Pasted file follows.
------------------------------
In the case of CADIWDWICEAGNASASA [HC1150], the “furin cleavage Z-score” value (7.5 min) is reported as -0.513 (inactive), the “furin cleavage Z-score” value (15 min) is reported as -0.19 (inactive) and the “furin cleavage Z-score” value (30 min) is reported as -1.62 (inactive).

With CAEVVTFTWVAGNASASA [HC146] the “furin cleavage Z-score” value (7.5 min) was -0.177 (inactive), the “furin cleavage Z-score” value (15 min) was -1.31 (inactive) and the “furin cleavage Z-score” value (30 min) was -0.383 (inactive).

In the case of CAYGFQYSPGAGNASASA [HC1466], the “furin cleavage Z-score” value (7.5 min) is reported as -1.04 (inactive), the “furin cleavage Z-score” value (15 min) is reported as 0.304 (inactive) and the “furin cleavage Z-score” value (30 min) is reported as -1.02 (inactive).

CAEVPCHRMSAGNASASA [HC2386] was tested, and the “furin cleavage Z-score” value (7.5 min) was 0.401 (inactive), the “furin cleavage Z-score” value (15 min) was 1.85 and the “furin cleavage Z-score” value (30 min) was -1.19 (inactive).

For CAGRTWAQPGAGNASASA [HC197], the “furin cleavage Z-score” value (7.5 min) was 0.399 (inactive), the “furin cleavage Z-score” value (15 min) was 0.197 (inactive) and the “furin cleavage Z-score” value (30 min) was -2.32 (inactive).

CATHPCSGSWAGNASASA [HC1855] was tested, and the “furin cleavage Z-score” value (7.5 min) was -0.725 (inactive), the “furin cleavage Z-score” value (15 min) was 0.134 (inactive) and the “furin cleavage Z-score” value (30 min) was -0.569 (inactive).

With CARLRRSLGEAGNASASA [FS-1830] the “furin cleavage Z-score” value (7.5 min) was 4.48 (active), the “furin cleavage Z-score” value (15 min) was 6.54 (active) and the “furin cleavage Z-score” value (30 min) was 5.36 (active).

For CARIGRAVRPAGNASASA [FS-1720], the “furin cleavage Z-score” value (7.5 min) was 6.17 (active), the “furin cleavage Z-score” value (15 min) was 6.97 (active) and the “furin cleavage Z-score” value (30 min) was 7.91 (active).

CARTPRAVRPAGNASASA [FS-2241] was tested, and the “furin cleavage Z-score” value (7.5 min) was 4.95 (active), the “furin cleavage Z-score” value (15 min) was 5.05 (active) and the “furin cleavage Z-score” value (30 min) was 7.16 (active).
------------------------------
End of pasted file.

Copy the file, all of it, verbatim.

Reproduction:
In the case of CADIWDWICEAGNASASA [HC1150], the “furin cleavage Z-score” value (7.5 min) is reported as -0.513 (inactive), the “furin cleavage Z-score” value (15 min) is reported as -0.19 (inactive) and the “furin cleavage Z-score” value (30 min) is reported as -1.62 (inactive).

With CAEVVTFTWVAGNASASA [HC146] the “furin cleavage Z-score” value (7.5 min) was -0.177 (inactive), the “furin cleavage Z-score” value (15 min) was -1.31 (inactive) and the “furin cleavage Z-score” value (30 min) was -0.383 (inactive).

In the case of CAYGFQYSPGAGNASASA [HC1466], the “furin cleavage Z-score” value (7.5 min) is reported as -1.04 (inactive), the “furin cleavage Z-score” value (15 min) is reported as 0.304 (inactive) and the “furin cleavage Z-score” value (30 min) is reported as -1.02 (inactive).

CAEVPCHRMSAGNASASA [HC2386] was tested, and the “furin cleavage Z-score” value (7.5 min) was 0.401 (inactive), the “furin cleavage Z-score” value (15 min) was 1.85 and the “furin cleavage Z-score” value (30 min) was -1.19 (inactive).

For CAGRTWAQPGAGNASASA [HC197], the “furin cleavage Z-score” value (7.5 min) was 0.399 (inactive), the “furin cleavage Z-score” value (15 min) was 0.197 (inactive) and the “furin cleavage Z-score” value (30 min) was -2.32 (inactive).

CATHPCSGSWAGNASASA [HC1855] was tested, and the “furin cleavage Z-score” value (7.5 min) was -0.725 (inactive), the “furin cleavage Z-score” value (15 min) was 0.134 (inactive) and the “furin cleavage Z-score” value (30 min) was -0.569 (inactive).

With CARLRRSLGEAGNASASA [FS-1830] the “furin cleavage Z-score” value (7.5 min) was 4.48 (active), the “furin cleavage Z-score” value (15 min) was 6.54 (active) and the “furin cleavage Z-score” value (30 min) was 5.36 (active).

For CARIGRAVRPAGNASASA [FS-1720], the “furin cleavage Z-score” value (7.5 min) was 6.17 (active), the “furin cleavage Z-score” value (15 min) was 6.97 (active) and the “furin cleavage Z-score” value (30 min) was 7.91 (active).

CARTPRAVRPAGNASASA [FS-2241] was tested, and the “furin cleavage Z-score” value (7.5 min) was 4.95 (active), the “furin cleavage Z-score” value (15 min) was 5.05 (active) and the “furin cleavage Z-score” value (30 min) was 7.16 (active).